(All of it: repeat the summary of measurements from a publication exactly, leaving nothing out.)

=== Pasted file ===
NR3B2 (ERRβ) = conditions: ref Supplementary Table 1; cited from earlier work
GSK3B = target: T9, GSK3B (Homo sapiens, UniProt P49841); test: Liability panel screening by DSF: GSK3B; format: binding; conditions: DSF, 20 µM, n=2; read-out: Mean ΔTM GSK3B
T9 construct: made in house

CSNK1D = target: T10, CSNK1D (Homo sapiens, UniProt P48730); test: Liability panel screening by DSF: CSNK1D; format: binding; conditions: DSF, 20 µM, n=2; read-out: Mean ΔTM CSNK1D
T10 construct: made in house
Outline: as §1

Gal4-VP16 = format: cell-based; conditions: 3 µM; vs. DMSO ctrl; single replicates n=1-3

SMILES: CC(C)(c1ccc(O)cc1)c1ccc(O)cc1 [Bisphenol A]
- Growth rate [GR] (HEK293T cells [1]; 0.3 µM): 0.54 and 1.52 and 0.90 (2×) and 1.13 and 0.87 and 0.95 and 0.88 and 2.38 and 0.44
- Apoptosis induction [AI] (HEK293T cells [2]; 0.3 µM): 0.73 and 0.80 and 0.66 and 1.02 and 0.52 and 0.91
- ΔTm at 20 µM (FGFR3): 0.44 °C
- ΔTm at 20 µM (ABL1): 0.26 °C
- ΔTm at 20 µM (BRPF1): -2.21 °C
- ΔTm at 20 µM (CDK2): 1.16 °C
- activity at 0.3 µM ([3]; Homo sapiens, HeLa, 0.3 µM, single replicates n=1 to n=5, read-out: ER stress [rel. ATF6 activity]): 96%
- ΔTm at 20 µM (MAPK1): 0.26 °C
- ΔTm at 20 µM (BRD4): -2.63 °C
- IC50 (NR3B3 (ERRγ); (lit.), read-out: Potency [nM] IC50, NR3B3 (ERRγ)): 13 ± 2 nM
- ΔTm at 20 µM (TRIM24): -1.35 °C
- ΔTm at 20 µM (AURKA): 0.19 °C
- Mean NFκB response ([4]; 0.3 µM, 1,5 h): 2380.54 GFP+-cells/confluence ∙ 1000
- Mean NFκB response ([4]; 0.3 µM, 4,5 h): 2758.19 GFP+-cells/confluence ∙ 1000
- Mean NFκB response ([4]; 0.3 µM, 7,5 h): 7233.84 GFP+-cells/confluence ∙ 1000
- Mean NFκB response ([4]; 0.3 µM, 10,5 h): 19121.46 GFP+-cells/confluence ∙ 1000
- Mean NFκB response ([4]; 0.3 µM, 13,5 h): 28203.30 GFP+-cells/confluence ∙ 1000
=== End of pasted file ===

NR3B2 (ERRβ) = conditions: ref Supplementary Table 1; cited from earlier work
GSK3B = target: T9, GSK3B (Homo sapiens, UniProt P49841); test: Liability panel screening by DSF: GSK3B; format: binding; conditions: DSF, 20 µM, n=2; read-out: Mean ΔTM GSK3B
T9 construct: made in house

CSNK1D = target: T10, CSNK1D (Homo sapiens, UniProt P48730); test: Liability panel screening by DSF: CSNK1D; format: binding; conditions: DSF, 20 µM, n=2; read-out: Mean ΔTM CSNK1D
T10 construct: made in house
Outline: as §1

Gal4-VP16 = format: cell-based; conditions: 3 µM; vs. DMSO ctrl; single replicates n=1-3

SMILES: CC(C)(c1ccc(O)cc1)c1ccc(O)cc1 [Bisphenol A]
- Growth rate [GR] (HEK293T cells [1]; 0.3 µM): 0.54 and 1.52 and 0.90 (2×) and 1.13 and 0.87 and 0.95 and 0.88 and 2.38 and 0.44
- Apoptosis induction [AI] (HEK293T cells [2]; 0.3 µM): 0.73 and 0.80 and 0.66 and 1.02 and 0.52 and 0.91
- ΔTm at 20 µM (FGFR3): 0.44 °C
- ΔTm at 20 µM (ABL1): 0.26 °C
- ΔTm at 20 µM (BRPF1): -2.21 °C
- ΔTm at 20 µM (CDK2): 1.16 °C
- activity at 0.3 µM ([3]; Homo sapiens, HeLa, 0.3 µM, single replicates n=1 to n=5, read-out: ER stress [rel. ATF6 activity]): 96%
- ΔTm at 20 µM (MAPK1): 0.26 °C
- ΔTm at 20 µM (BRD4): -2.63 °C
- IC50 (NR3B3 (ERRγ); (lit.), read-out: Potency [nM] IC50, NR3B3 (ERRγ)): 13 ± 2 nM
- ΔTm at 20 µM (TRIM24): -1.35 °C
- ΔTm at 20 µM (AURKA): 0.19 °C
- Mean NFκB response ([4]; 0.3 µM, 1,5 h): 2380.54 GFP+-cells/confluence ∙ 1000
- Mean NFκB response ([4]; 0.3 µM, 4,5 h): 2758.19 GFP+-cells/confluence ∙ 1000
- Mean NFκB response ([4]; 0.3 µM, 7,5 h): 7233.84 GFP+-cells/confluence ∙ 1000
- Mean NFκB response ([4]; 0.3 µM, 10,5 h): 19121.46 GFP+-cells/confluence ∙ 1000
- Mean NFκB response ([4]; 0.3 µM, 13,5 h): 28203.30 GFP+-cells/confluence ∙ 1000